Tuesday, August 25, 2009

Hydrogen bonds in proteins

Hydrogen bonds play an important part in determining the 3D structure of proteins. The formation of H-bonds contributes to the stability of a protein. They provide a characteristic pattern in secondary structure elements that can be used for secondary structure assignment.

A hydrogen bond is formed when two electonegative atoms compete for the same hydrogen atom. While the hydrogen is covalently bound to one of the atoms, the donor, it interacts with the other atom, the acceptor. The possibility to interact with one atom, while covalently bound to another, is special for hydrogens. The electrostatic and covalent aspects of the bond cause the three atoms to stay mostly linear.

H-bonds in proteins most frequently involve the C=O and N-H groups of amino acids in the polypeptide chain. A single oxygen can simultaneously participate in two bonds.

Here again some example code that can calculate the energy of an H-bond between the N-H and C=O atoms of two amino acids using BioJava. It assumes that the coordinates for H-bonds were calculated as described in one of my earlier postings.

/** calculate HBond energy of two groups in cal/mol ...
* see Creighton page 147 f
* Jeffrey, George A., An introduction to hydrogen bonding, Oxford University Press, 1997.
* categorizes hbonds with donor-acceptor distances of
* 2.2-2.5 Å as "strong, mostly covalent",
* 2.5-3.2 Å as "moderate, mostly electrostatic",
* 3.2-4.0 Å as "weak, electrostatic".
* Energies are given as 40-14, 15-4, and <4 kcal/mol respectively.

public double calculateHBondEnergy(AminoAcid one, AminoAcid two )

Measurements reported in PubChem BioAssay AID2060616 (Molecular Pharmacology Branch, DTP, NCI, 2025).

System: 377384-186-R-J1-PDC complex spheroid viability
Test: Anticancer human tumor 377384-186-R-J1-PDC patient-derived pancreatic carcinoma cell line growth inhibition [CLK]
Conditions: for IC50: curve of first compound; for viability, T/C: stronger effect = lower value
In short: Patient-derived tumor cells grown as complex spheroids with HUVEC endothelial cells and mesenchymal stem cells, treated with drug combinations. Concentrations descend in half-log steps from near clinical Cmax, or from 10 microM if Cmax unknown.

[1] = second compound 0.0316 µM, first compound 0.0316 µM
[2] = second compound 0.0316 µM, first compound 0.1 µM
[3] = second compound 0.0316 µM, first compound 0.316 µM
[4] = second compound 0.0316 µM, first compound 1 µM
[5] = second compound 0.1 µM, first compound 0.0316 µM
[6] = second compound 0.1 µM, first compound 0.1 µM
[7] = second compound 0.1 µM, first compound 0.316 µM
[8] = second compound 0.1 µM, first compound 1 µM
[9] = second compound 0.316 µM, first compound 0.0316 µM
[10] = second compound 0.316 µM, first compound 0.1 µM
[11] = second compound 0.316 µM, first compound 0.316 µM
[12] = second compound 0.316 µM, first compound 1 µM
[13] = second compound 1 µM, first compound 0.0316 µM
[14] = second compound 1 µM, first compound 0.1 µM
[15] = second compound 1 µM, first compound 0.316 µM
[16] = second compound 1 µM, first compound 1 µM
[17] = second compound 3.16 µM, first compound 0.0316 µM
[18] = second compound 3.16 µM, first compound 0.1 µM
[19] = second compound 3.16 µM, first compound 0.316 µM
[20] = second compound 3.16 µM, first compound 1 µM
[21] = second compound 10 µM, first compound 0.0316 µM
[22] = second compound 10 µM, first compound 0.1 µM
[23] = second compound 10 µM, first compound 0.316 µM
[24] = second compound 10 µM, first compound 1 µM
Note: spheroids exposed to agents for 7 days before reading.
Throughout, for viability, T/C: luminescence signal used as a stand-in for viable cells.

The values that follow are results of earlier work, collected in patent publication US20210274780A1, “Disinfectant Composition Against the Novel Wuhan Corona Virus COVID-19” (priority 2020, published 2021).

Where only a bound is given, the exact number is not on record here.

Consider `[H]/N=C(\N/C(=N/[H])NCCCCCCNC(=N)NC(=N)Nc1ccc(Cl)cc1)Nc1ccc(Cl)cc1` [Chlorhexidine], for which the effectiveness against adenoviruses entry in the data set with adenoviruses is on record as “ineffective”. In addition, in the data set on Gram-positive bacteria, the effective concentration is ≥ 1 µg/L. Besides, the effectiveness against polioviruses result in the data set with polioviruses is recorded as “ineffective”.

throws StructureException{

//System.out.println("calcHBondEnergy" + one + "|" + two);

Atom N = one.getN();
Atom H = one.getH();

Atom O = two.getO();
Atom C = two.getC();

double dno = Calc.getDistance(O,N);
double dhc = Calc.getDistance(C,H);
double dho = Calc.getDistance(O,H);
double dnc = Calc.getDistance(C,N);

double contact = MINDIST ;

// there seems to be a contact!
if ( (dno < contact) || (dhc < contact) || (dnc < contact) || (dno < contact)) {
//System.out.println("!!! contact " + one + " " + two);

double e1 = Q / dho - Q / dhc ;
double e2 = Q / dnc - Q / dno ;

double energy = e1 + e2;

// bond too weak
if ( energy > HBONDHIGHENERGY)
return 0;

// test to avoid bond too strong
if ( energy > HBONDLOWENERGY)
return energy;



Tuesday, August 18, 2009

Monday, August 17, 2009

BioJava plans for the next months

Posted this to the BioJava mailing lists:

Here a quick summary of what I propose to be our action plan for the next months for BioJava:

* I would like to call for a code-freeze in 2 weeks (or so) in order to finalize the new modularized and mavenized version of biojava for the developers. The current developmental trunk will remain permanently frozen and all future work should continue at a new location in SVN. As such it will be important that all developers commit any changes they are working on before that.

* We will update the documentation for how to obtain a new mavenized checkout on the wiki.

* After the change the new modules need to be tested and if no major problems are found, the ok will be given to continue working on the new modules (at the new location)

* All developers should obtain a new checkout.

* We need to identify sub-module leaders who will take over leadership of the sub-modules.

In order to come up with a new release of biojava we should continue development on the new modules for a few months. Talking off list with Richard Holland it looks like we will have a hackaton in January in Cambridge, U.K. (details to be finalized and announced). I suggest that we use that opportunity to focus on further developing the modules and make a new public BioJava release shortly after that.